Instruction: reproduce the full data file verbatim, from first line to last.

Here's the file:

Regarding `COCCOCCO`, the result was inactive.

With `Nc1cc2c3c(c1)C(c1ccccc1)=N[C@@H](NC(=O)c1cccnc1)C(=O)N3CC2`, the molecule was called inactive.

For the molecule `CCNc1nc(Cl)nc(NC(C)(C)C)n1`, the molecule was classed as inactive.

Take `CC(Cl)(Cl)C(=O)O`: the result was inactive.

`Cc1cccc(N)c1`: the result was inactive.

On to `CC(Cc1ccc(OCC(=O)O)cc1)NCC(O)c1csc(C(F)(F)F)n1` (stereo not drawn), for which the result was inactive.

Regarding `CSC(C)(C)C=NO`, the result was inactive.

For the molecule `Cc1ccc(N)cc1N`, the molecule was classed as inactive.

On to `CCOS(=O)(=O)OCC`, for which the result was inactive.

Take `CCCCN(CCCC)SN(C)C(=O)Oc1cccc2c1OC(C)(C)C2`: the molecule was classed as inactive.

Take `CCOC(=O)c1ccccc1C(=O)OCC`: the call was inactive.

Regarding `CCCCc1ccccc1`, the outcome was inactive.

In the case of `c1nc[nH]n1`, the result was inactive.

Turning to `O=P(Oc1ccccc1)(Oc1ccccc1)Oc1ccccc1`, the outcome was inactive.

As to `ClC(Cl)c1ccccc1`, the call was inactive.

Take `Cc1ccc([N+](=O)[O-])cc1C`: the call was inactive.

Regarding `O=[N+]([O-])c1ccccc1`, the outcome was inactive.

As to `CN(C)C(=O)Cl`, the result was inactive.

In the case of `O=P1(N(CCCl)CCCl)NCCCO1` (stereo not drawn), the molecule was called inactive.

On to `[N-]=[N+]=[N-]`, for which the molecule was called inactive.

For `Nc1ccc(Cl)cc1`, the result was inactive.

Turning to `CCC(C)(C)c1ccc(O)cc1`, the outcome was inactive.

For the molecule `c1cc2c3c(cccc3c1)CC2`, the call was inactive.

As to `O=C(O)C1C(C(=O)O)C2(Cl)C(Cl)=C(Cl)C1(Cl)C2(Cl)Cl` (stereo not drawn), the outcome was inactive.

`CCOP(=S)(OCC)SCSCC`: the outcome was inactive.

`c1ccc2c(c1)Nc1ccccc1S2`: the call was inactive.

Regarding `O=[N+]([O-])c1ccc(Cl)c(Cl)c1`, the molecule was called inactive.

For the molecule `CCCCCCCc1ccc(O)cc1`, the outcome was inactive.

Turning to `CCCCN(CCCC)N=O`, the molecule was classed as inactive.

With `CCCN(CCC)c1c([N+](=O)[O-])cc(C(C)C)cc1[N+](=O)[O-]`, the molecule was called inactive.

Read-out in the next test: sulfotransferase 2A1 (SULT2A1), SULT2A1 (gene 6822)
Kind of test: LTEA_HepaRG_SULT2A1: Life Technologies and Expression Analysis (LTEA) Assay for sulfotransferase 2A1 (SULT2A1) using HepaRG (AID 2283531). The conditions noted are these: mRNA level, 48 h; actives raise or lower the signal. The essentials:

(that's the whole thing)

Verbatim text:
Regarding `COCCOCCO`, the result was inactive.

With `Nc1cc2c3c(c1)C(c1ccccc1)=N[C@@H](NC(=O)c1cccnc1)C(=O)N3CC2`, the molecule was called inactive.

For the molecule `CCNc1nc(Cl)nc(NC(C)(C)C)n1`, the molecule was classed as inactive.

Take `CC(Cl)(Cl)C(=O)O`: the result was inactive.

`Cc1cccc(N)c1`: the result was inactive.

On to `CC(Cc1ccc(OCC(=O)O)cc1)NCC(O)c1csc(C(F)(F)F)n1` (stereo not drawn), for which the result was inactive.

Regarding `CSC(C)(C)C=NO`, the result was inactive.

For the molecule `Cc1ccc(N)cc1N`, the molecule was classed as inactive.

On to `CCOS(=O)(=O)OCC`, for which the result was inactive.

Take `CCCCN(CCCC)SN(C)C(=O)Oc1cccc2c1OC(C)(C)C2`: the molecule was classed as inactive.

Take `CCOC(=O)c1ccccc1C(=O)OCC`: the call was inactive.

Regarding `CCCCc1ccccc1`, the outcome was inactive.

In the case of `c1nc[nH]n1`, the result was inactive.

Turning to `O=P(Oc1ccccc1)(Oc1ccccc1)Oc1ccccc1`, the outcome was inactive.

As to `ClC(Cl)c1ccccc1`, the call was inactive.

Take `Cc1ccc([N+](=O)[O-])cc1C`: the call was inactive.

Regarding `O=[N+]([O-])c1ccccc1`, the outcome was inactive.

As to `CN(C)C(=O)Cl`, the result was inactive.

In the case of `O=P1(N(CCCl)CCCl)NCCCO1` (stereo not drawn), the molecule was called inactive.

On to `[N-]=[N+]=[N-]`, for which the molecule was called inactive.

For `Nc1ccc(Cl)cc1`, the result was inactive.

Turning to `CCC(C)(C)c1ccc(O)cc1`, the outcome was inactive.

For the molecule `c1cc2c3c(cccc3c1)CC2`, the call was inactive.

As to `O=C(O)C1C(C(=O)O)C2(Cl)C(Cl)=C(Cl)C1(Cl)C2(Cl)Cl` (stereo not drawn), the outcome was inactive.

`CCOP(=S)(OCC)SCSCC`: the outcome was inactive.

`c1ccc2c(c1)Nc1ccccc1S2`: the call was inactive.

Regarding `O=[N+]([O-])c1ccc(Cl)c(Cl)c1`, the molecule was called inactive.

For the molecule `CCCCCCCc1ccc(O)cc1`, the outcome was inactive.

Turning to `CCCCN(CCCC)N=O`, the molecule was classed as inactive.

With `CCCN(CCC)c1c([N+](=O)[O-])cc(C(C)C)cc1[N+](=O)[O-]`, the molecule was called inactive.

Read-out in the next test: sulfotransferase 2A1 (SULT2A1), SULT2A1 (gene 6822)
Kind of test: LTEA_HepaRG_SULT2A1: Life Technologies and Expression Analysis (LTEA) Assay for sulfotransferase 2A1 (SULT2A1) using HepaRG (AID 2283531). The conditions noted are these: mRNA level, 48 h; actives raise or lower the signal. The essentials: